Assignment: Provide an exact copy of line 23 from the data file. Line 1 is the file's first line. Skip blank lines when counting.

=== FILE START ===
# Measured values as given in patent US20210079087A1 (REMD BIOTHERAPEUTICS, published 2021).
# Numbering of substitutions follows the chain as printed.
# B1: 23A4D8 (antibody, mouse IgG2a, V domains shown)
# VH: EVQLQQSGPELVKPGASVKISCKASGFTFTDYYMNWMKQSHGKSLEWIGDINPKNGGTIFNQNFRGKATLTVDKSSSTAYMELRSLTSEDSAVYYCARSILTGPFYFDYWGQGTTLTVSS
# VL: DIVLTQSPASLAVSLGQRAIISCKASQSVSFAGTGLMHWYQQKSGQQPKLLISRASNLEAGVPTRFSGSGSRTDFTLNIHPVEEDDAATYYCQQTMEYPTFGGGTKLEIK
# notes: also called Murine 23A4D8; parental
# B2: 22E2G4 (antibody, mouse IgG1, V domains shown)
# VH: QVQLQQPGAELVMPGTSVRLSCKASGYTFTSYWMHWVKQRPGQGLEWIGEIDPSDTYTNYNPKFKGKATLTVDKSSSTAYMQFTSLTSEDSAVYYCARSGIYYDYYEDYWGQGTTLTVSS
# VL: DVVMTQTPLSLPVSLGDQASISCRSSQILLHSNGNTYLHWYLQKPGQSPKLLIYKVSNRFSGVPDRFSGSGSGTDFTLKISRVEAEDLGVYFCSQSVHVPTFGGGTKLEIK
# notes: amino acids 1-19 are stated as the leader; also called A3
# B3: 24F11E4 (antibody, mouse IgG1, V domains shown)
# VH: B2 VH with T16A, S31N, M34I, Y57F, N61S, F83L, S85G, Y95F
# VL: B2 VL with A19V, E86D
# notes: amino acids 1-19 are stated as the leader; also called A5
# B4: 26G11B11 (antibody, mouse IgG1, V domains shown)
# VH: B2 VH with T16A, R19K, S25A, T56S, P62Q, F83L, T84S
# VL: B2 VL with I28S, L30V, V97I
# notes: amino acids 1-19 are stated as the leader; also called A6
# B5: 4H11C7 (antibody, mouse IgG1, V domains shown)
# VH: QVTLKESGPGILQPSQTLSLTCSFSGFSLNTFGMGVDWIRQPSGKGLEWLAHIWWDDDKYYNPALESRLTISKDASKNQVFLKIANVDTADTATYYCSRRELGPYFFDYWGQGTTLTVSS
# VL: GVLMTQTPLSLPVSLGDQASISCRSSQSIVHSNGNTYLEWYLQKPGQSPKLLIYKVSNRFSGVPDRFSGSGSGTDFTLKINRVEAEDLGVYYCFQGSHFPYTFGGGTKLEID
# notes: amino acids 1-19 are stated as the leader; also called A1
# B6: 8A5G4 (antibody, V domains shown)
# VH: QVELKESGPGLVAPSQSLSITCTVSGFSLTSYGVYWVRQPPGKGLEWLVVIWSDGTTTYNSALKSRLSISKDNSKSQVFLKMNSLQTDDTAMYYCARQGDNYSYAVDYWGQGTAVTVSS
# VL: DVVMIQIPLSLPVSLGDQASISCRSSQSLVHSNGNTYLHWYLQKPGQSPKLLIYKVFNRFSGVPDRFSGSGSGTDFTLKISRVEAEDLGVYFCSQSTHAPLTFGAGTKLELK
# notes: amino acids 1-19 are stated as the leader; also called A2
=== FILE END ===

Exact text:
# B6: 8A5G4 (antibody, V domains shown)